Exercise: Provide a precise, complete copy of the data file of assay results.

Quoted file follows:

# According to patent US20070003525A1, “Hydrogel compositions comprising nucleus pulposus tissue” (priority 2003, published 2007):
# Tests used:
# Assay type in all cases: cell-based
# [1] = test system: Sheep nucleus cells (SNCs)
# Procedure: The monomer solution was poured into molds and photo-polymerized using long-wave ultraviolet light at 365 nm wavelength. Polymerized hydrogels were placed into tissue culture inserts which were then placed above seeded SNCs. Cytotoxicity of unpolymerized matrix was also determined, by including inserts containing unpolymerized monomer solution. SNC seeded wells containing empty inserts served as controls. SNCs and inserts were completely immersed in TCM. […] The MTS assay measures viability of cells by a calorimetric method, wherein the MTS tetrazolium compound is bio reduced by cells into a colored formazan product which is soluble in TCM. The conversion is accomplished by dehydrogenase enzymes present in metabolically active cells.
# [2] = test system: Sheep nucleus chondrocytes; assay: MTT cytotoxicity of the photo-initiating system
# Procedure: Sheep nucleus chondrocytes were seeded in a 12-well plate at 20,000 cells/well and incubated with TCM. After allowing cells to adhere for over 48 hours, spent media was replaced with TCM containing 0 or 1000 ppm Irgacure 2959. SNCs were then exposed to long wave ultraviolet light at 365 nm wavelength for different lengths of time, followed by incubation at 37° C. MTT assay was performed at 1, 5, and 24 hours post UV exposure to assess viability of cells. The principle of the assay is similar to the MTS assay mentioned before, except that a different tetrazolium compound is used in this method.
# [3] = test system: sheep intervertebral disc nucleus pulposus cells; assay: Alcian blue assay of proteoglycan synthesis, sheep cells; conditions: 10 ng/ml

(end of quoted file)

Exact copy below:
# According to patent US20070003525A1, “Hydrogel compositions comprising nucleus pulposus tissue” (priority 2003, published 2007):
# Tests used:
# Assay type in all cases: cell-based
# [1] = test system: Sheep nucleus cells (SNCs)
# Procedure: The monomer solution was poured into molds and photo-polymerized using long-wave ultraviolet light at 365 nm wavelength. Polymerized hydrogels were placed into tissue culture inserts which were then placed above seeded SNCs. Cytotoxicity of unpolymerized matrix was also determined, by including inserts containing unpolymerized monomer solution. SNC seeded wells containing empty inserts served as controls. SNCs and inserts were completely immersed in TCM. […] The MTS assay measures viability of cells by a calorimetric method, wherein the MTS tetrazolium compound is bio reduced by cells into a colored formazan product which is soluble in TCM. The conversion is accomplished by dehydrogenase enzymes present in metabolically active cells.
# [2] = test system: Sheep nucleus chondrocytes; assay: MTT cytotoxicity of the photo-initiating system
# Procedure: Sheep nucleus chondrocytes were seeded in a 12-well plate at 20,000 cells/well and incubated with TCM. After allowing cells to adhere for over 48 hours, spent media was replaced with TCM containing 0 or 1000 ppm Irgacure 2959. SNCs were then exposed to long wave ultraviolet light at 365 nm wavelength for different lengths of time, followed by incubation at 37° C. MTT assay was performed at 1, 5, and 24 hours post UV exposure to assess viability of cells. The principle of the assay is similar to the MTS assay mentioned before, except that a different tetrazolium compound is used in this method.
# [3] = test system: sheep intervertebral disc nucleus pulposus cells; assay: Alcian blue assay of proteoglycan synthesis, sheep cells; conditions: 10 ng/ml